Economic Justice Hevra

Justice for Farmworkers in New York State

Co-Chairs: Paula Galowitz and Lisa Zucker

Justice for Farmworkers Campaign LogoOur campaign is focusing on passing the Farmworkers Fair Labor Practices Act. In New York State, agriculture is a multi-billion dollar industry and it is essential part of a vital state economy. Behind that industry are 80,000-100,000 workers, who lack many protections that other employees in New York benefit from every day. The Farmworker Fair Labor Practices Act would grant agricultural workers essential labor protections, including the right to receive workers compensation, collective bargaining, fair pay for overtime, and a guaranteed day of rest.

In order to ensure fair labor rights and dignity for farmworkers in New York State, legislation must be passed by the State Senate and Assembly and signed by the Governor. We are partnering with the NYS Justice for Farmworkers Coalition and with Rural and Migrant Ministry to bring together BJ members, advocates for farm worker labor rights, others, and NYS farmworkers in support of this legislation and to bring awareness to this issue. Through these relationships, and our support of this legislation, we are establishing a more full understanding of ethical consumption and how we can extend that definition to include the people bring us the food we consume.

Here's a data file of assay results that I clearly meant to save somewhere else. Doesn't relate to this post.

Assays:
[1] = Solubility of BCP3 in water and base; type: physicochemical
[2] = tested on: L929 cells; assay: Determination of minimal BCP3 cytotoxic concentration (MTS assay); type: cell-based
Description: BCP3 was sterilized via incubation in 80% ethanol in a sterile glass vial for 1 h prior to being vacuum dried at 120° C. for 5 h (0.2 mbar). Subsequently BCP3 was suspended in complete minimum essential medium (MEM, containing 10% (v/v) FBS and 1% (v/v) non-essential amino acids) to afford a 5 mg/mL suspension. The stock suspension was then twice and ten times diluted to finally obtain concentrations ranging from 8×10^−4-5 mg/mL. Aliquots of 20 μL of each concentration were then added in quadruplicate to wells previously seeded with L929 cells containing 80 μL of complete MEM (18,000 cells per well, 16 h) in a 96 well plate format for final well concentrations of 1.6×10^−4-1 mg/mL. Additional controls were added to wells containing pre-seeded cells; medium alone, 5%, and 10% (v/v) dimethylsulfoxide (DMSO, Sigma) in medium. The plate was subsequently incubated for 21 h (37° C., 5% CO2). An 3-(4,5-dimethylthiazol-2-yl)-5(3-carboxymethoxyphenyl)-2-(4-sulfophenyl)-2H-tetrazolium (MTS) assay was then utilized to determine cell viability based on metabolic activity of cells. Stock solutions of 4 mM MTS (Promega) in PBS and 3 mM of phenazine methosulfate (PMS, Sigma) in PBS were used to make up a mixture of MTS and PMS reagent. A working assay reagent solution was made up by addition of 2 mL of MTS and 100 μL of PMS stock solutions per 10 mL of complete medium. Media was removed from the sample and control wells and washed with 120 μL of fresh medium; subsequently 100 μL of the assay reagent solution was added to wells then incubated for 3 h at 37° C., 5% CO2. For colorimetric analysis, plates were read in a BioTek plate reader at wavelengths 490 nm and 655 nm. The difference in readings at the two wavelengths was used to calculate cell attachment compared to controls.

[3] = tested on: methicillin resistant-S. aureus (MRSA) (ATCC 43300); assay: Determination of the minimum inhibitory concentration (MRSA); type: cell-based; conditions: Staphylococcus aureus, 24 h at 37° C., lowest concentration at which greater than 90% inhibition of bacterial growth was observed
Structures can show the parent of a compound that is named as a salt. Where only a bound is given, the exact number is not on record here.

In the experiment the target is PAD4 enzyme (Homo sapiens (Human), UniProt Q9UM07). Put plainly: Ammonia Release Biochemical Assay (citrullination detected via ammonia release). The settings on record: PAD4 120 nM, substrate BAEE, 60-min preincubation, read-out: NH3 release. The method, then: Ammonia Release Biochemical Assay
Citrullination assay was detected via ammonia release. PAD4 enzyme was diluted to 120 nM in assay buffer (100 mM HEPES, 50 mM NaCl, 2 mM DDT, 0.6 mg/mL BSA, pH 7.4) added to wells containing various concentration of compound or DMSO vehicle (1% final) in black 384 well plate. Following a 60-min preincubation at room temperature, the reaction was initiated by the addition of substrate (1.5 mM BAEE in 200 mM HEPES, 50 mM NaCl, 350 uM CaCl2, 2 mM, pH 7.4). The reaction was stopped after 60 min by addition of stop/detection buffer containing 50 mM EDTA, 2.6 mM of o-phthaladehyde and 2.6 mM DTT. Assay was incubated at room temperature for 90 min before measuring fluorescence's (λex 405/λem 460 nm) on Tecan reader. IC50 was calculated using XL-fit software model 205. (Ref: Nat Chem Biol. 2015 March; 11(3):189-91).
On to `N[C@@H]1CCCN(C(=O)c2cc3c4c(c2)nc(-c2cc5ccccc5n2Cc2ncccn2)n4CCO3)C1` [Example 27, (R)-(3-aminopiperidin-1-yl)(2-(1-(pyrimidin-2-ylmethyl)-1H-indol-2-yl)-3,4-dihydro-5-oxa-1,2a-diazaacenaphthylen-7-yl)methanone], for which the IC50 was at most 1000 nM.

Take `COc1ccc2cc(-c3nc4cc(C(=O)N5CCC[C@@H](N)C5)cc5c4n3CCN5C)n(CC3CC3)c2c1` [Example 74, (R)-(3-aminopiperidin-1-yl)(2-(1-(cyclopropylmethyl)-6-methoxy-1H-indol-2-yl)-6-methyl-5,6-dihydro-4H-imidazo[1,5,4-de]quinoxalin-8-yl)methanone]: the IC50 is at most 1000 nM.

*Please join us in making/facilitating calls to Governor Cuomo urging for the passage of the Farm Workers Fair Labor Practices Act. For more information about how to make calls, including a script, click here.

Upcoming Meeting Dates

6:30-8:30PM
January 10 – R.S.V.P. for Location
February 6 – 89th Street Community House
March 6 – 89th Street Community House
April 3 – 89th Street Community House
May 1 – R.S.V.P. for Location

June 5 – 89th Street Community House

Contact Paula or Lisa to attend a meeting. All are welcome!

Farmworker Justice Info Palm Card
Two of our nation’s most transformative federal labor laws, the Fair Labor Standards Act (1938) and the National Labor Relations Act (1935), both excluded domestic workers and agricultural workers from wage and hour laws, the right to collective bargaining and organize to improve working conditions, and many other basic protections.

Justice for Farmworkers Campaign

We are at a remarkable moment in the history of American food. Things have changed. … Most of us are no longer ignorant of the environmental costs of the way we raise our food. …And we are concerned with the health of ourselves, our children, and our grandchildren. But [these are] selfish concern[s]. We agonize over what we are putting into our bodies while remaining blind to the problems of farmworkers… If we are ever going to have a food system that is really sustainable, it cannot be done on the backs of people who are picking our food. – Ruth Reichl

Worker Stories

Farmworker Stories: An Oral History of the Farmworkers of New York
In the summer of 2014, two college interns traveled from Long Island to the Finger Lakes to collect stories from a diversity of farmworkers in New York State.

Webisode 1: Hudson Valley Farmworker Stories

Webisode 2: Finger Lakes